The Western world both contributes to and enjoys the benefits of South Korea’s hypercapitalism—BTS performing at the Grammys, Korean food being popular across nations, and even movies like “Squid Game” and “Parasite” bringing in huge revenue from an international audience. Ironically enough, both “Squid Game” and “Parasite,” which are conceptually anti-capitalistic, profited immensely off of capitalism in America. This foreign attention feels uncomfortable because these films are extensions of real life in South Korea.
The VIPs of Squid Game are relevant beyond just modern contexts. After Japanese imperialistic rule ended in 1945, South Korea began to rapidly modernize, using corporations and technology to catch up with the Western World that was becoming increasingly dependent on capitalism. In fact, the United States helped carry out the first wave of land reform that changed South Korea from largely agricultural to urban. This is the same United States that today looks on and reaps the entertaining benefits of South Korea’s crumbling socio-economic structure. South Korea today no longer feels like one nation, fragmented by class and people who have justified their vices with individual success. Families of generational wealth, called chaebols, hold most of the wealth in South Korea. Cities like Seoul and Hongdae are bustling metropolitans that generate hundreds of millions of dollars in revenue, while rural cities like Gwangju and Daegu are deteriorating or in the process of being gentrified. Doesn’t this sound familiar?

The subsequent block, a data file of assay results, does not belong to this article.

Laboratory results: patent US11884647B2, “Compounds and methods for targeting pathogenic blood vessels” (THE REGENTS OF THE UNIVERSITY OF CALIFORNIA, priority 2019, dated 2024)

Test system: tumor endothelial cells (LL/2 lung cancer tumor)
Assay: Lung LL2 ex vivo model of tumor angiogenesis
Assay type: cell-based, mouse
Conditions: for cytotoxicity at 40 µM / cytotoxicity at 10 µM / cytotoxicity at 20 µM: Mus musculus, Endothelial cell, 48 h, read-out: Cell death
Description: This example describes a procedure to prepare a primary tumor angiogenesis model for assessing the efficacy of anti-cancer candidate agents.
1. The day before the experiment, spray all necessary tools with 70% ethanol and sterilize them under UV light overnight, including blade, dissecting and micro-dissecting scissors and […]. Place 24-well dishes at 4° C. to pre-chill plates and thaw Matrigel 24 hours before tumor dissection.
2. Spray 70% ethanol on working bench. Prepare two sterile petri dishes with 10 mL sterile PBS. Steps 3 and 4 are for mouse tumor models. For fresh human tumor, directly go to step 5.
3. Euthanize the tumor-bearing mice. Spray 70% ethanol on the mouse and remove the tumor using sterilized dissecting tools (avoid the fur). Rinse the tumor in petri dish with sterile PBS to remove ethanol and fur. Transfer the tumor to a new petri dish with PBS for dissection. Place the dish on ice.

The Western World reaps the benefits of Korea’s hypercapitalism, including enjoying the action-filled Squid Game, while simultaneously being one of the main influences on hypercapitalism in the world today. Meanwhile, for many South Koreans, this TV show leaves a bittersweet taste in their mouths. On the one hand, they — or at least I — are glad that Korean culture is being recognized on a global scale, but soon the fear sinks in that “Squid Game” is only a slight exaggeration of reality.